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matteoargos

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- I have I have some doubts about the relationship between the probability of occupying an electronic state defined by the Fermi Dirac distribution and the relationship to the total number N of free electrons in a solid at equilibrium.

Hello

I have some doubts about the relationship between the probability of occupying an electronic state defined by the Fermi Dirac distribution and the relationship to the number N of free electrons in a solid of N atoms.

In particular I refer to the Section 2.2 of

Where: f

where we neglect the superscript N.

I do not arrive to understand conceptually the 2.49 as N to be summatory of f

In this section is explained that

"

as proof is indicated that

"[...]

If we think this of course the 2-49 is evident.

Nevertheless I'm used to think to the number of electrons for a certain energy level for a solid like

where g(E) is the density of levels , f(E) is the Fermi distribution

so that N is the integral on the space of the whole E of g(E)f(E)dE (or as the limit of the summatory g

Someone can explain me conceptually this point? Thank you in advance.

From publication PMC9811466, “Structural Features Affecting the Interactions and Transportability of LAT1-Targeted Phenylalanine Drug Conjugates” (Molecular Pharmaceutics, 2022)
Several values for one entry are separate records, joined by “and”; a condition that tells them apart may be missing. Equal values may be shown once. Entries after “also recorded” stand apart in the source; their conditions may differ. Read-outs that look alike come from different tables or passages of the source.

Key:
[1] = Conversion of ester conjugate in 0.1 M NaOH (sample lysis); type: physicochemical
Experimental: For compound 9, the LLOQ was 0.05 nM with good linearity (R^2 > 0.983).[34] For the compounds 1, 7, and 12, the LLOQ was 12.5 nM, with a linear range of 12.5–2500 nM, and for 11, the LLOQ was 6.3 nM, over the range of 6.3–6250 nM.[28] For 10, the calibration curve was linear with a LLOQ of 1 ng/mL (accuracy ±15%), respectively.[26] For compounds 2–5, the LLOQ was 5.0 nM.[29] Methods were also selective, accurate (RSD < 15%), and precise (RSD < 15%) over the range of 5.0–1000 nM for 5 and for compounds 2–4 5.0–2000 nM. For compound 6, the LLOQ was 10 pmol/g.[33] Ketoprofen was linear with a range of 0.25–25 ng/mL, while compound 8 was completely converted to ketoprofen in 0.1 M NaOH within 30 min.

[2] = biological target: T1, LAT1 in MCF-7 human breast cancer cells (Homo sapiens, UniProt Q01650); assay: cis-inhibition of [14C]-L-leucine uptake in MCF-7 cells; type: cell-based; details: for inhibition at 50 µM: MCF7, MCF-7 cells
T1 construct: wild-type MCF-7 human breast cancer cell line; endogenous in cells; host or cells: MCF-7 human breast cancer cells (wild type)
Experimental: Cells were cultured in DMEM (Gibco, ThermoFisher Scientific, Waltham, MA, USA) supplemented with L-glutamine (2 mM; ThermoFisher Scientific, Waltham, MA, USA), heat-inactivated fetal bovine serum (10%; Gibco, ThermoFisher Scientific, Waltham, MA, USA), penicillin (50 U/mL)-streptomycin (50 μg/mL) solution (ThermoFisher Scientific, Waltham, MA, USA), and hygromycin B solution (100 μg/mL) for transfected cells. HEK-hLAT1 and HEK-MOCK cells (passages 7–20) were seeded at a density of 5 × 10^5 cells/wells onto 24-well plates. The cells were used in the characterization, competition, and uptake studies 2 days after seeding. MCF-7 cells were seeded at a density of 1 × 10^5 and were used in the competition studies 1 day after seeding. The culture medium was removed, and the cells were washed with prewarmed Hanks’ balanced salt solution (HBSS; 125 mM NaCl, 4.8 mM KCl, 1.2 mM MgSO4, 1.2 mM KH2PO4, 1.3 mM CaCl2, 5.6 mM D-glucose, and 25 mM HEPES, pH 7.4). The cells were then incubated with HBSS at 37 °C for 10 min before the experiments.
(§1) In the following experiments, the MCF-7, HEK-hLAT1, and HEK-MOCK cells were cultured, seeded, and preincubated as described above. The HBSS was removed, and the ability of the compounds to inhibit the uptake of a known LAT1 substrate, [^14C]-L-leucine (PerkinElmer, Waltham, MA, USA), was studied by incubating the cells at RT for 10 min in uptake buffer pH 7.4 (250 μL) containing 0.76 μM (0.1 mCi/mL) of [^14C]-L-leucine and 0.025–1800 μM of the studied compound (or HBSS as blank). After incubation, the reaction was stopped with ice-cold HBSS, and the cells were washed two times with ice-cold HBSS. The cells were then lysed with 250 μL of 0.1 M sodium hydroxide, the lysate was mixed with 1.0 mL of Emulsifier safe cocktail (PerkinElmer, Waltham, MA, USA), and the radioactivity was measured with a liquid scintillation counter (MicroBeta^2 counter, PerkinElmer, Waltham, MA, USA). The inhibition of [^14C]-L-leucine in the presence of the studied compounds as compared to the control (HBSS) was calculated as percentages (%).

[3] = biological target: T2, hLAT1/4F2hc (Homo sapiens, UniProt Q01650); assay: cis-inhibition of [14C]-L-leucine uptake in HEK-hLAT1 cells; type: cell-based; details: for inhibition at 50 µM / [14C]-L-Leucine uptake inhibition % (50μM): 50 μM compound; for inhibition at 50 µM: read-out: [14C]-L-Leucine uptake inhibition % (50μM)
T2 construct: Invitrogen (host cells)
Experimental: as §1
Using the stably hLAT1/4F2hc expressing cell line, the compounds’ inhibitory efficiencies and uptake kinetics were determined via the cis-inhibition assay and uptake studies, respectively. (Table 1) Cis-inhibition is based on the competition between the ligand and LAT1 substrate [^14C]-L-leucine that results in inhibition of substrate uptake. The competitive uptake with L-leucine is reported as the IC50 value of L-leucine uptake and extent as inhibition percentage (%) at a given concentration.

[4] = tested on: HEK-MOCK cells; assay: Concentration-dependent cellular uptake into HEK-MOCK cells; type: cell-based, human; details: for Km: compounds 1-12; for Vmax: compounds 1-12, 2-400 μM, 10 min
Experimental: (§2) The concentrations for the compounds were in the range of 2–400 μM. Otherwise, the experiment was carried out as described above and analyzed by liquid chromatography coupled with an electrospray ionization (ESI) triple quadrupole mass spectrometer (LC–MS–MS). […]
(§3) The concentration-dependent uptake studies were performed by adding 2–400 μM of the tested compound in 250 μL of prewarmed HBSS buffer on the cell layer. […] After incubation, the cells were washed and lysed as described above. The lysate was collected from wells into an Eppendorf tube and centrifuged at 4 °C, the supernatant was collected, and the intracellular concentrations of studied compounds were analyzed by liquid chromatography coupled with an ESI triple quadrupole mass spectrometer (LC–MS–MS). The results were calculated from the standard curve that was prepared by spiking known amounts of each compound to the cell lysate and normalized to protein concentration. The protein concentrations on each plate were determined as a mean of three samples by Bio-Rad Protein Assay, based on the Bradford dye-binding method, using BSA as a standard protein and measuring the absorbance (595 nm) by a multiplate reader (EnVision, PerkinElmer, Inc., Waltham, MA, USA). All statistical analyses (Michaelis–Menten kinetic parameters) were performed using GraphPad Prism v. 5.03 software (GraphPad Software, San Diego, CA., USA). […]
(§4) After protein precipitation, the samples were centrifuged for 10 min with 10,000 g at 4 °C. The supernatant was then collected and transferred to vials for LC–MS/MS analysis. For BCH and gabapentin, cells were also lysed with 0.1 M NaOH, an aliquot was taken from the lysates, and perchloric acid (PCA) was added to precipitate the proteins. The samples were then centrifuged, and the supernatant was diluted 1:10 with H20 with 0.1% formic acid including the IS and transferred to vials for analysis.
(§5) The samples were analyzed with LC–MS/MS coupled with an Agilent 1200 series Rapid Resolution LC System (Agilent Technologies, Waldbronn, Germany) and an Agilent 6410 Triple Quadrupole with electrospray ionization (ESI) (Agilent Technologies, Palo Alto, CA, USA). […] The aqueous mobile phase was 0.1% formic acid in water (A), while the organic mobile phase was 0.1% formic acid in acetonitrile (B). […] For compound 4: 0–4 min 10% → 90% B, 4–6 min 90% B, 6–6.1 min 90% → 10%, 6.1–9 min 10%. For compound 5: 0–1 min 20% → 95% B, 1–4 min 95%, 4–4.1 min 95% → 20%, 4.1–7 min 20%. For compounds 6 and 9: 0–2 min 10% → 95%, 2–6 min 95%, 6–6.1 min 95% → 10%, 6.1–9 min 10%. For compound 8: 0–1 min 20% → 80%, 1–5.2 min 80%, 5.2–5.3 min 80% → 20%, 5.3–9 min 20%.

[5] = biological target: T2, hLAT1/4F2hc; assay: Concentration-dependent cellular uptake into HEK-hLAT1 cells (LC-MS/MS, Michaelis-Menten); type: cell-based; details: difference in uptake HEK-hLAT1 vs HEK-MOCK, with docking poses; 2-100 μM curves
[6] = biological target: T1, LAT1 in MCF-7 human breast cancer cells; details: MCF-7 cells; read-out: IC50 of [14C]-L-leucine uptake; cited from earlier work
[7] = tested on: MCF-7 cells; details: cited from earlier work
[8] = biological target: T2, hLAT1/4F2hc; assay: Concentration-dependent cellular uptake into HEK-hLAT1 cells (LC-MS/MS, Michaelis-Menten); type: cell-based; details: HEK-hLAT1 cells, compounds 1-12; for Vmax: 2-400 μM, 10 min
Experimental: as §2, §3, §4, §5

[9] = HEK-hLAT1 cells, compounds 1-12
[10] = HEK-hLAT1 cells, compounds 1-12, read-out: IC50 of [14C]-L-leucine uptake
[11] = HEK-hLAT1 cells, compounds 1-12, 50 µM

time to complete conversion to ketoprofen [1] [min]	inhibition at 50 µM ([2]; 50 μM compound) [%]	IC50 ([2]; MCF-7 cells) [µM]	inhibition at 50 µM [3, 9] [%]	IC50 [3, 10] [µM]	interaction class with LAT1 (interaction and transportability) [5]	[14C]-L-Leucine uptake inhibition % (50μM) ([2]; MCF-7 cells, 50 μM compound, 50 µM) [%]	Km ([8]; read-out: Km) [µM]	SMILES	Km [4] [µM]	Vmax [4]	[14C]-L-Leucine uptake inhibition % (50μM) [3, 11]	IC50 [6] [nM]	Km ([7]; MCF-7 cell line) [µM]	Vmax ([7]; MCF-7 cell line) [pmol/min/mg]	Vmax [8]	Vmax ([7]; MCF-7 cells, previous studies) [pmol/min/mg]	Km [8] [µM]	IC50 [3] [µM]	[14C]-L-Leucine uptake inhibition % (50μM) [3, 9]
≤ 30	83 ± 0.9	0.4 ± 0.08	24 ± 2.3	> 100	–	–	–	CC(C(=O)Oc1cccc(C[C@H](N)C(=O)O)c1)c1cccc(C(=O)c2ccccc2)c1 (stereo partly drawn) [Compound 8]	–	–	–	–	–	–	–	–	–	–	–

I have some doubts about the relationship between the probability of occupying an electronic state defined by the Fermi Dirac distribution and the relationship to the number N of free electrons in a solid of N atoms.

In particular I refer to the Section 2.2 of

*Solid State Physics*(**Ashcroft, Mermin**) formula 2.49Where: f

_{i}is the probability of the one-electron level*i*being occupied at temperature T in an N-electron system which is the well known Fermi-Dirac distributionwhere we neglect the superscript N.

I do not arrive to understand conceptually the 2.49 as N to be summatory of f

_{i}contributions. Being**f**a probability.In this section is explained that

"

*f*_{i}*is the mean number of electrons in the one-electron level*"as proof is indicated that

"[...]

*A level can contain either 0 or 1 electron (more than one being prohibited by the exclusion principle). The mean number of electros is therefore 1 times the probability of 1 electron plus 0 times the probability of 0 electrons. Thus the mean number of electrons in theleve is numerically equal to the probability of its being occupied. Note that this would not be so if multiple occupation of levels were permitted*".If we think this of course the 2-49 is evident.

Nevertheless I'm used to think to the number of electrons for a certain energy level for a solid like

n(E)= g(E)f(E)

where g(E) is the density of levels , f(E) is the Fermi distribution

so that N is the integral on the space of the whole E of g(E)f(E)dE (or as the limit of the summatory g

_{i}(E) x f_{i}(E) )I miss g_{i}(E) in the first part on the left of the 2.49....Someone can explain me conceptually this point? Thank you in advance.